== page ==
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Scottish Venison Day - 4 September
Following in the footsteps of Scotch whisky, Scottish beef and Scottish water, which have all done their bit to fly the flag for Scotland, it's now Scottish venison's turn to stand up and be counted.
Now is the time of year when Scottish venison coming off the hills is at its best, and Scottish deer forests will be working hard to feed their venison into the food chain. Often seen as a winter product, the venison season actually starts in July.
Now Scotland's venison producers and farmers are launching a new initiative to encourage customers and trade think about venison earlier, with the introduction of Scottish Venison Day on 4 September - being launched simultaneously in London and on a Scottish estate.
Venison is one of the healthiest meats available. It is lower in fat than skinned breast of chicken, higher in iron than any other red meat, contains omega 3, is low in cholesterol, and is free of any antibiotics or growth promoters.
Says Stephen Gibbs, Chairman of the Scottish Venison Working Group: "What we would like on 4 September is for customers to be asking for Scottish venison in restaurants, in their local butchers, and looking for it on their supermarket shelves. That is what Scottish Venison Day is all about.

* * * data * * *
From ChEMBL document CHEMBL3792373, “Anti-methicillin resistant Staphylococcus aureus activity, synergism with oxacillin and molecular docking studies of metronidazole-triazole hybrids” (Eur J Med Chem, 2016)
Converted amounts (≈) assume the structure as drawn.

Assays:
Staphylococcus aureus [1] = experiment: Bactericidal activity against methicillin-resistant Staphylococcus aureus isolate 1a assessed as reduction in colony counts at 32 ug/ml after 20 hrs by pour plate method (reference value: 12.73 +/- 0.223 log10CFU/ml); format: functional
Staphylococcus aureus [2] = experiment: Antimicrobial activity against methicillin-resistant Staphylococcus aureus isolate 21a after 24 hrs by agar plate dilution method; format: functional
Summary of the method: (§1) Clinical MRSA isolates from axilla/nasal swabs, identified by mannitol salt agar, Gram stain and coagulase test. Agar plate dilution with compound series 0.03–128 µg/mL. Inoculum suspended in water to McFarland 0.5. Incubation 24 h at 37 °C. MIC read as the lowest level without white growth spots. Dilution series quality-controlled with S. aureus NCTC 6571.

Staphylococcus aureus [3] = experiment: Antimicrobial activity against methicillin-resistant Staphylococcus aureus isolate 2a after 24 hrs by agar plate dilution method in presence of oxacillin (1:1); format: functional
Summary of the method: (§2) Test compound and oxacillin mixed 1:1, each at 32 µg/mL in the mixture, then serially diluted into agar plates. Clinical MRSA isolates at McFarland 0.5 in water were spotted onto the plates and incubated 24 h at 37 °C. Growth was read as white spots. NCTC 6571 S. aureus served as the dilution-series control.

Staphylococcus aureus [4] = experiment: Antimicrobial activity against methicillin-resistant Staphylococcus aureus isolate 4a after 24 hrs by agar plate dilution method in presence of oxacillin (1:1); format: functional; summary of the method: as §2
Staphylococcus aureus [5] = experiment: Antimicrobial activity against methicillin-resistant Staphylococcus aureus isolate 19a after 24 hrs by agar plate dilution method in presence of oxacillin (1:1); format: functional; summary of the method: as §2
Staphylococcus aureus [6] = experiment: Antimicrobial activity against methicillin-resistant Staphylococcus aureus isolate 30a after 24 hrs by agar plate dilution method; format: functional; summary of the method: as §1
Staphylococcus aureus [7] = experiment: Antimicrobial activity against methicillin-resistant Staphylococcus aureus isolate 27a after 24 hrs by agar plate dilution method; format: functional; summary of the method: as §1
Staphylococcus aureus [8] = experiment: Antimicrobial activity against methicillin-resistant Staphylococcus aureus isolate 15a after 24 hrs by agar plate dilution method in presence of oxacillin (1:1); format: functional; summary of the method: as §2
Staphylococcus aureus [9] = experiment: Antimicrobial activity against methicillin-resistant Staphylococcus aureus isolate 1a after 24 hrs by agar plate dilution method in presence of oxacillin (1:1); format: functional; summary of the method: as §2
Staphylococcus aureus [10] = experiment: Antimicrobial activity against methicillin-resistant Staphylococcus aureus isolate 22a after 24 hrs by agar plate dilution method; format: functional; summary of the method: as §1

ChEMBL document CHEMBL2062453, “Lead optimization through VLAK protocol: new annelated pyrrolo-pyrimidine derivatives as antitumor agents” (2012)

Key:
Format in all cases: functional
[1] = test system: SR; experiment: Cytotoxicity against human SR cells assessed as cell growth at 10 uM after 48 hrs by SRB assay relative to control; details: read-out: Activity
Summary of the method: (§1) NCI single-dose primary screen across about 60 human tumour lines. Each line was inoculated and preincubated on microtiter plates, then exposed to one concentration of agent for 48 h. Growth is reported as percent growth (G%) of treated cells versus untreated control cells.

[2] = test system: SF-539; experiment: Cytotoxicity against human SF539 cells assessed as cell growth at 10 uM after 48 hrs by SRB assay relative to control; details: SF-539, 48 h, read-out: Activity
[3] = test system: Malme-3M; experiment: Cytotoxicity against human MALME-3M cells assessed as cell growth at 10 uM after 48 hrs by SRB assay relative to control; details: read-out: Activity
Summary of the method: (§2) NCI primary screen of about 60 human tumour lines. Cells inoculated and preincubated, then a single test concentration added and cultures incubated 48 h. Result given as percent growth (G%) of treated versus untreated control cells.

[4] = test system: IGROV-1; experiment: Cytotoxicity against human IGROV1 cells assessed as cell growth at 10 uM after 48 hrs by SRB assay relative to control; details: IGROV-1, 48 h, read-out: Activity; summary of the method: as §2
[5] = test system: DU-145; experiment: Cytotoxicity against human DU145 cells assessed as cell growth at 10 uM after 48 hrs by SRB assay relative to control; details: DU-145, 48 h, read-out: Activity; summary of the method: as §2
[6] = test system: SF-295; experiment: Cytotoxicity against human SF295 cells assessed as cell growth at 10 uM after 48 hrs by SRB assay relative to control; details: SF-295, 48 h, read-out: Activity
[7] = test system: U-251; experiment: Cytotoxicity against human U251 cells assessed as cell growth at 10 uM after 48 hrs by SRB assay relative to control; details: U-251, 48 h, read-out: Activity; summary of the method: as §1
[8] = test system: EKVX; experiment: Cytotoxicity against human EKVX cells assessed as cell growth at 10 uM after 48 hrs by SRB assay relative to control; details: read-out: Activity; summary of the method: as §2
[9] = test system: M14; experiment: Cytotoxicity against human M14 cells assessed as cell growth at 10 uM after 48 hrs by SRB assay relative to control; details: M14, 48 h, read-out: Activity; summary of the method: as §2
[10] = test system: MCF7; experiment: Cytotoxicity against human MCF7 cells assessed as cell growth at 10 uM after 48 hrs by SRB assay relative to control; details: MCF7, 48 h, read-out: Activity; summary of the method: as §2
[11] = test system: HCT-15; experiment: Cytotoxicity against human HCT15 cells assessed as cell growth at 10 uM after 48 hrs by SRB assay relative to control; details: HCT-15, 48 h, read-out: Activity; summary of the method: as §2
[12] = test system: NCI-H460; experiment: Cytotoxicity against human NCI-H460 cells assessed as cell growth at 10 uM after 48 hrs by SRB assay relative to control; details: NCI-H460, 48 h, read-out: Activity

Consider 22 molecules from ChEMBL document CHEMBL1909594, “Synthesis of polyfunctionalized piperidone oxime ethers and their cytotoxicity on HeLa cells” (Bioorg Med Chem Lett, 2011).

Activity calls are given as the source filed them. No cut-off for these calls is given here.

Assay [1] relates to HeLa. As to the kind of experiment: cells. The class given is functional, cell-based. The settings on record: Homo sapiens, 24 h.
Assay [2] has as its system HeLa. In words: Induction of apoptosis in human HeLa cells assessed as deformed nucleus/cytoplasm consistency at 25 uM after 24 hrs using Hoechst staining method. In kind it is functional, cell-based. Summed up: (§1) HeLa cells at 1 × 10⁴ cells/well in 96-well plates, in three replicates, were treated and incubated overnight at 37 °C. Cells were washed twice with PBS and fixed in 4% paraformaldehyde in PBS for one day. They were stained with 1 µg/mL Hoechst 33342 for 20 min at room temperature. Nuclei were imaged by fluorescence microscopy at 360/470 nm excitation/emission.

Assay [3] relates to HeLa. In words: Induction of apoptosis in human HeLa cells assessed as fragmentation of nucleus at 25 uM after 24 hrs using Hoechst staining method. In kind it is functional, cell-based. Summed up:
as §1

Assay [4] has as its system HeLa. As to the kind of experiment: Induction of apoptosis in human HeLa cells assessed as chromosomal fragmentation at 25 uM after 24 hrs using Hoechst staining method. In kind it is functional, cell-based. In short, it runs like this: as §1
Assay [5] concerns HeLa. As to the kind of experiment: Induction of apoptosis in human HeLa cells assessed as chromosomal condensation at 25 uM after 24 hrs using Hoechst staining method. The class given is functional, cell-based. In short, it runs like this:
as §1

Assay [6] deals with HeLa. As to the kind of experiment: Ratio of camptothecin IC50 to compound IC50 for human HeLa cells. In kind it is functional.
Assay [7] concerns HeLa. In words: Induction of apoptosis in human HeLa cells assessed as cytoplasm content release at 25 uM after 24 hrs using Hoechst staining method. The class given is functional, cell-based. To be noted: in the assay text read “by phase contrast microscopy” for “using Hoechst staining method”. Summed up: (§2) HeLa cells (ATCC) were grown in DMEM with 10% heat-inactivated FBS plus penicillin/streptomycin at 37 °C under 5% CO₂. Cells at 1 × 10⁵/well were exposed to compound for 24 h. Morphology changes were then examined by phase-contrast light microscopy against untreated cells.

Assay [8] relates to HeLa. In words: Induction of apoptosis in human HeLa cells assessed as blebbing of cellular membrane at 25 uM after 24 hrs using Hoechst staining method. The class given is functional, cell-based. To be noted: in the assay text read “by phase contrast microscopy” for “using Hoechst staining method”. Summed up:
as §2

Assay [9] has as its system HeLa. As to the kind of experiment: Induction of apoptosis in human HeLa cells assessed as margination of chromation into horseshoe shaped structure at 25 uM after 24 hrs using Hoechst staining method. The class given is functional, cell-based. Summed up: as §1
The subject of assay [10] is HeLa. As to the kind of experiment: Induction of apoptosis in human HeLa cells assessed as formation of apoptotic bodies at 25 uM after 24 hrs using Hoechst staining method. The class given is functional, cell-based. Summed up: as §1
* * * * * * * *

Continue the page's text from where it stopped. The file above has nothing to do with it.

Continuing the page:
"The red deer has been voted as Scotland's most iconic species, and yet we do not extol the virtues of venison nearly enough. It is a delicious, nutritious and easy-to-cook food and yet only eight per cent of the population have ever eaten it. Scottish Venison Day is an opportunity for everyone to celebrate this marvellous Scottish product, whether from wild or farmed deer. After all, the flighty grouse has its day on 12 August, Beaujolais Nouveau is always welcomed on the third Thursday in November, and the British sausage enjoys a whole week of celebration! Now 4 September is the day to celebrate Scottish venison."
- The Scottish venison industry is worth around £70.4 million pounds per annum
- The industry accounts for 966 direct jobs and a further 1554 full-time equivalents, many of these in remote rural areas
- 3000 tonnes of Scottish venison are produced annually for UK and overseas markets.
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